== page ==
I have already written here about uranium and the potential for this metal´s price increase. Now, on its way, is an update on the sector. I not only remain bullish on my previous analysis, but I have doubled down on it, increasing my own position in the sector by more than 100%.
The uranium price has been on a decline for many years now and has achieved an unsustainable plateau, at the lower $20´s per pound. At these levels, it has completely obliterated the search for new deposits, not to mention the construction of new mines. The spot price is way below the cost of production of most mines in the world.
As we can see from the chart above, the current annual consumption is around 170 million pounds, and it can only be profitably mined at prices above $70 per pound, which translates into a price increase of over 200% from where we are now.
As the saying goes, the cure for low prices is low prices. And that´s what we have got! And that is precisely where the big opportunity lies.
But before I start talking about the opportunity, it is important to know why prices are so low and why they have remained low for so long. I am not going to talk about Fukushima, the disarmament program and the rise of Kazakhstan as the major producer, because I have done it already in my previous article.
This time I will talk about the utility companies, the ones that buy the uranium, and why they are not coming to the market… yet.
As one can easily infer by looking at the prices and the desire from utilities to come to the market and sign long term contracts, there is just too much inventory hanging about. Estimates from professional consultants in the sector appoint to a current inventory of around 1.8 billion pounds.
One would think that this is too much and would probably stop delving into it, but I decided to go a bit further and see what is the real mobile inventory out there.
Governments have around 1/3 of it. Most of this inventory consists in depleted tailings, which require a much higher price to be converted and used. Utilities have around 53% and they like to keep, on average, 3 years of consumption (I will not go into details here, but Chinese and Japanese inventories are quite high, whilst Europeans are not that high. In addition, part of this inventory is in the pipeline to be enriched). Finally, traders hold around 10-15% of the inventory.
So, if one looks deeply into this inventory, (s)he will notice that there is only 365 million pounds in excess inventory. This is definitely nothing to sneeze at, but here lies another distinction: what is really mobile and what is not. After visiting many companies and talking to experienced analysts in the field, I believe that only 10% (if that) of this inventory is really mobile. Also, it is good to know that in a rising market, the inventory that is mobile becomes immobile.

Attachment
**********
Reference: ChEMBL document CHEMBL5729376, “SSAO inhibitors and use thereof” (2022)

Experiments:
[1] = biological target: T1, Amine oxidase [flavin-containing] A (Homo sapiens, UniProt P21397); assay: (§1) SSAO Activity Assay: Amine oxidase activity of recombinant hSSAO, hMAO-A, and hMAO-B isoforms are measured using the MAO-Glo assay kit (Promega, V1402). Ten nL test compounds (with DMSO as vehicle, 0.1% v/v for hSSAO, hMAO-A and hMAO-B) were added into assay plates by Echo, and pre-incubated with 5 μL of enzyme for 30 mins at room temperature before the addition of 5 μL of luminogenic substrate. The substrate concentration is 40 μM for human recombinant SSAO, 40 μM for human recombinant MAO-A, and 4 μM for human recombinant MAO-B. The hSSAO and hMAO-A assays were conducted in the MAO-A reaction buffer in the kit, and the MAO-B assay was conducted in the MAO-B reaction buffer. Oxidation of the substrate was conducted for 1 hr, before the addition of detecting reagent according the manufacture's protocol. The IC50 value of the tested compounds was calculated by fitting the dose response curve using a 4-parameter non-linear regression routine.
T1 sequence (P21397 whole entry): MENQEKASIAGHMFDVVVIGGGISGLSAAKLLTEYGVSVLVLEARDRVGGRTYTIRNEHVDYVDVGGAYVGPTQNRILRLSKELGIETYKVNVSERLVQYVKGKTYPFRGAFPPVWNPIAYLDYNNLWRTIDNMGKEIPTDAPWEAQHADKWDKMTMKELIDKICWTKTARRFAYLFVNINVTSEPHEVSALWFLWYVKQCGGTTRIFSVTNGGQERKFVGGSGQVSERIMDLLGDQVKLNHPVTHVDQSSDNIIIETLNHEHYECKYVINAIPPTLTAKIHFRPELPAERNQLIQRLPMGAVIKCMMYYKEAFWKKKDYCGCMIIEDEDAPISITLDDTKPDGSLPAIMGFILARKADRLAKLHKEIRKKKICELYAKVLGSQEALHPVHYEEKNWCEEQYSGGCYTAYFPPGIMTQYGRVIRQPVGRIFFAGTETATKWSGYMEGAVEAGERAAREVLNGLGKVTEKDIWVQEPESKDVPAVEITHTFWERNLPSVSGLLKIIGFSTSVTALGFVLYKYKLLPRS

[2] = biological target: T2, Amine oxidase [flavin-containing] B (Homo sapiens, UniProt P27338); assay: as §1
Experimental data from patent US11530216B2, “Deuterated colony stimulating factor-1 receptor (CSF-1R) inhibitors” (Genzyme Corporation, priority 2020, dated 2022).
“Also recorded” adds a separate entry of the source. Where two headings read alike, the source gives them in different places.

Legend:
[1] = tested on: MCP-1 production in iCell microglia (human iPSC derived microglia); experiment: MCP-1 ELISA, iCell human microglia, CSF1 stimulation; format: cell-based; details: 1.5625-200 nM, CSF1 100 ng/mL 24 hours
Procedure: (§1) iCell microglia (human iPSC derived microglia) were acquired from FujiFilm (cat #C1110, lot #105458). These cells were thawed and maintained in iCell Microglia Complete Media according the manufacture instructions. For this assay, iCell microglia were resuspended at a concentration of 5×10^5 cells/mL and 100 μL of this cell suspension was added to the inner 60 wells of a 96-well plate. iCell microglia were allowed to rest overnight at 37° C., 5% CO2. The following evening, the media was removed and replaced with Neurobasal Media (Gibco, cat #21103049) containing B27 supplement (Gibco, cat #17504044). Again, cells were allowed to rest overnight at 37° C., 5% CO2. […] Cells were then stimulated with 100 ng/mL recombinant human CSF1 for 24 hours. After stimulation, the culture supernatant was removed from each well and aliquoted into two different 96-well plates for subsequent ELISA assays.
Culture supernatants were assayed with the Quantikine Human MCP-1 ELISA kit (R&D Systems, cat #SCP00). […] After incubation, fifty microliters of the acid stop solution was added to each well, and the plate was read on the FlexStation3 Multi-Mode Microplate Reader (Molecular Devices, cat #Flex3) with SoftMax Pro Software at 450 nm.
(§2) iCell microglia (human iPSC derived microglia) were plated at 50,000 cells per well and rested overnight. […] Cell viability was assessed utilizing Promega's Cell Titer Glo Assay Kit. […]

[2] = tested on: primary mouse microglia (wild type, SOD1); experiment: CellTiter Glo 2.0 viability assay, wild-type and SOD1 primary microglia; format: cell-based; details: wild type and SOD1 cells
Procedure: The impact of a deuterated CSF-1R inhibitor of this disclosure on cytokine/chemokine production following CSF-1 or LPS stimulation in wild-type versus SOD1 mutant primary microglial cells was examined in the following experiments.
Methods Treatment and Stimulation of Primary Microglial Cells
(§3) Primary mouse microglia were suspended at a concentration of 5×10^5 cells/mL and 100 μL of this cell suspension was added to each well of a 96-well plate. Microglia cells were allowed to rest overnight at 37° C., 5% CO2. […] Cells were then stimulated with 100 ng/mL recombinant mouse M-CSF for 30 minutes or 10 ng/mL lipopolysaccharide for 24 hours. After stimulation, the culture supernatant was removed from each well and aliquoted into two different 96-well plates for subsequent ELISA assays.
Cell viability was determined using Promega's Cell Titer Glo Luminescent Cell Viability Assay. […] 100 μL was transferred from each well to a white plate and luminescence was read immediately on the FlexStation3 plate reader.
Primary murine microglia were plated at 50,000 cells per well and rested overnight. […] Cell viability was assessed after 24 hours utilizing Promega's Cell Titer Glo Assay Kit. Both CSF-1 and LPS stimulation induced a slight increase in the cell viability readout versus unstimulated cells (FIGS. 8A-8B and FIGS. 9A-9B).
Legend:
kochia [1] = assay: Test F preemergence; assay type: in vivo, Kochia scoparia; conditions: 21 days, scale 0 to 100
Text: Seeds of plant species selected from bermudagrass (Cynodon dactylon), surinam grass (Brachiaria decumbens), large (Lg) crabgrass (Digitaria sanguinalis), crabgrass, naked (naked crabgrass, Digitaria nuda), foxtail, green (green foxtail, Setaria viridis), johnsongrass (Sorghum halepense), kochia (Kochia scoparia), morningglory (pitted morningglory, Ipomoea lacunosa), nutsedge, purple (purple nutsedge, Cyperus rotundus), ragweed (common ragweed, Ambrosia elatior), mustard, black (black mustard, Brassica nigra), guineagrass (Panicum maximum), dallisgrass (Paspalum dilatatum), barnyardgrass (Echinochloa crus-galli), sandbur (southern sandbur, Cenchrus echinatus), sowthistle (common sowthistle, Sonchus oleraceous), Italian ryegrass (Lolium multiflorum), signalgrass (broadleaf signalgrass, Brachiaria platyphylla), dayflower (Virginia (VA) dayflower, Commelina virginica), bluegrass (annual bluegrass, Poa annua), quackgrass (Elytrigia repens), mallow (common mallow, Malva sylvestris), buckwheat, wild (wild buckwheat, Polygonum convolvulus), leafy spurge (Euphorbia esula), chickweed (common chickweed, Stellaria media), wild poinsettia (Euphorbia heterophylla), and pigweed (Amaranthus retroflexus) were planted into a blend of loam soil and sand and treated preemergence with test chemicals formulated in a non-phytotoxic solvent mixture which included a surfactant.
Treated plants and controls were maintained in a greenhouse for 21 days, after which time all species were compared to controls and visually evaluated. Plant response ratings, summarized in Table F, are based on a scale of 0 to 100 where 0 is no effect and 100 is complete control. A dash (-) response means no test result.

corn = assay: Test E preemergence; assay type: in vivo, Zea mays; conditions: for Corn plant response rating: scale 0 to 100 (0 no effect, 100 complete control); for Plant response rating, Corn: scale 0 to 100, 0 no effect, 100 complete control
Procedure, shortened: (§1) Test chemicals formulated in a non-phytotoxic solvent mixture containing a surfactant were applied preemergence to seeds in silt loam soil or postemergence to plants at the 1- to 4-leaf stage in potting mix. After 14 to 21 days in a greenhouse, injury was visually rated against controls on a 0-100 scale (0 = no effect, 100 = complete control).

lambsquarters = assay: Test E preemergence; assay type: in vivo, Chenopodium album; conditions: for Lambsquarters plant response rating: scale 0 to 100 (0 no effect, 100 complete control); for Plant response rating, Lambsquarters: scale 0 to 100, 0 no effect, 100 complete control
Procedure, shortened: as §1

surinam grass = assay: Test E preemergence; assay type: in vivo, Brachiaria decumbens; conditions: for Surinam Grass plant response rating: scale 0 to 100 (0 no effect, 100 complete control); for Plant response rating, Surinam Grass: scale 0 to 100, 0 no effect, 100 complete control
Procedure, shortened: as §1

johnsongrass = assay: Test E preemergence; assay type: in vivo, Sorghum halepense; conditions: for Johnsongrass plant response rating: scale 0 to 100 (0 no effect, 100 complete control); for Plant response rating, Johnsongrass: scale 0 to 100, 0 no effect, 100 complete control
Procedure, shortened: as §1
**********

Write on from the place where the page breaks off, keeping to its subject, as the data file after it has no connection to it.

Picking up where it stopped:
Cameco has already announced in its latest conference call that it will go to the market and it will buy inventory from the market to honour outstanding contracts. In the call, management was emphatic to say that they will see how deep this market really is and how much they can really buy. We only have to wait and see.
By the way, I expect McArthur River to remain closed for the foreseeable future, as the price of uranium has not picked up and it will look silly for them to re-start a mine after only 10 months of “care and maintenance”. Here lies a big risk for uranium: if Cameco re-starts McArthur River, we can see a downturn in the uranium prices, as sentiment may turn very bearish. The decision should be made in the next few months, so we will know by then.
As we can see, utilities have very little incentive to come to the market and sign long term contracts with the uranium producers, as they have inventory for the next few years and are able to pick up more in the market now for circa $20 a pound (and no producer will sign a long term contract to deliver uranium at a price lower than $40).
But not signing a long term contract now means that these utility companies are uncovered in their demand after a few years and it will create a perfect storm: low prices, low production, low inventories and higher demand (China is building almost 1 reactor every 7 weeks!).
Noting that the low production will come from mine closures, less projects (if any) coming to the market, and mines put into care and maintenance. This is a very different situation than if the demand has only increased. Operating mines can ramp up production with relative ease. Mines that have been shut down may take many years to come back into production.
All these combined could cause a “rush to the door” from the utility companies trying to sign long term contracts to secure their uranium needs. Prices might go up almost vertically, as utilities don´t suffer too much the impact of higher uranium prices (their lawyer bills are probably higher), but they need a reliable source of uranium to continue operating.
The opportunity is staring us in the eye. The ones who have the courage to act and deal with volatility now may be rewarded big time in the years to come.